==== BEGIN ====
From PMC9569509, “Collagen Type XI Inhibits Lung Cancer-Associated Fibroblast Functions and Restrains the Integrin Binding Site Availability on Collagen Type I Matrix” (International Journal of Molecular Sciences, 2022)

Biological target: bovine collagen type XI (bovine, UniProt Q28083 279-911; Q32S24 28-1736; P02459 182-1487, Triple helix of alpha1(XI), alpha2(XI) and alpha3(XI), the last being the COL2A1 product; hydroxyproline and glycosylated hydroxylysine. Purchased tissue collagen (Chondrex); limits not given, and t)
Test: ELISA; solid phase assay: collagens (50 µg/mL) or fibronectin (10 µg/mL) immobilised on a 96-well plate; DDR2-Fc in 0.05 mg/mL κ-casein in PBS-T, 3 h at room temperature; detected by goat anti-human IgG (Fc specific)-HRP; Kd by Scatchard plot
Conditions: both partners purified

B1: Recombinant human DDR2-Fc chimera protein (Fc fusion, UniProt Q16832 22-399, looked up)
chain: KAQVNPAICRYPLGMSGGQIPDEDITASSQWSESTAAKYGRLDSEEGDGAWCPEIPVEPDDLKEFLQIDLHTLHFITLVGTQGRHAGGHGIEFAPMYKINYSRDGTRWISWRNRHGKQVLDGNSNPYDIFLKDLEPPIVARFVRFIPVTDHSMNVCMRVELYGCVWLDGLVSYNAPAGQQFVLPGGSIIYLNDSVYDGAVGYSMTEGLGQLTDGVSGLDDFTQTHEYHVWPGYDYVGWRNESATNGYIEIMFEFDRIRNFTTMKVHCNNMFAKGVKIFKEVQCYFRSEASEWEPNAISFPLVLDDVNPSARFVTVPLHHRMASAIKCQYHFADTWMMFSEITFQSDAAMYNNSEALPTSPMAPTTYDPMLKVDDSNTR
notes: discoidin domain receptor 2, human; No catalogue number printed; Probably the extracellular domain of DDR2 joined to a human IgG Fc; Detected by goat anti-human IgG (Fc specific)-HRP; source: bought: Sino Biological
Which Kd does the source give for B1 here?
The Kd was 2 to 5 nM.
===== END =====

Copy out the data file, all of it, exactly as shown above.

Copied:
From PMC9569509, “Collagen Type XI Inhibits Lung Cancer-Associated Fibroblast Functions and Restrains the Integrin Binding Site Availability on Collagen Type I Matrix” (International Journal of Molecular Sciences, 2022)

Biological target: bovine collagen type XI (bovine, UniProt Q28083 279-911; Q32S24 28-1736; P02459 182-1487, Triple helix of alpha1(XI), alpha2(XI) and alpha3(XI), the last being the COL2A1 product; hydroxyproline and glycosylated hydroxylysine. Purchased tissue collagen (Chondrex); limits not given, and t)
Test: ELISA; solid phase assay: collagens (50 µg/mL) or fibronectin (10 µg/mL) immobilised on a 96-well plate; DDR2-Fc in 0.05 mg/mL κ-casein in PBS-T, 3 h at room temperature; detected by goat anti-human IgG (Fc specific)-HRP; Kd by Scatchard plot
Conditions: both partners purified

B1: Recombinant human DDR2-Fc chimera protein (Fc fusion, UniProt Q16832 22-399, looked up)
chain: KAQVNPAICRYPLGMSGGQIPDEDITASSQWSESTAAKYGRLDSEEGDGAWCPEIPVEPDDLKEFLQIDLHTLHFITLVGTQGRHAGGHGIEFAPMYKINYSRDGTRWISWRNRHGKQVLDGNSNPYDIFLKDLEPPIVARFVRFIPVTDHSMNVCMRVELYGCVWLDGLVSYNAPAGQQFVLPGGSIIYLNDSVYDGAVGYSMTEGLGQLTDGVSGLDDFTQTHEYHVWPGYDYVGWRNESATNGYIEIMFEFDRIRNFTTMKVHCNNMFAKGVKIFKEVQCYFRSEASEWEPNAISFPLVLDDVNPSARFVTVPLHHRMASAIKCQYHFADTWMMFSEITFQSDAAMYNNSEALPTSPMAPTTYDPMLKVDDSNTR
notes: discoidin domain receptor 2, human; No catalogue number printed; Probably the extracellular domain of DDR2 joined to a human IgG Fc; Detected by goat anti-human IgG (Fc specific)-HRP; source: bought: Sino Biological
Which Kd does the source give for B1 here?
The Kd was 2 to 5 nM.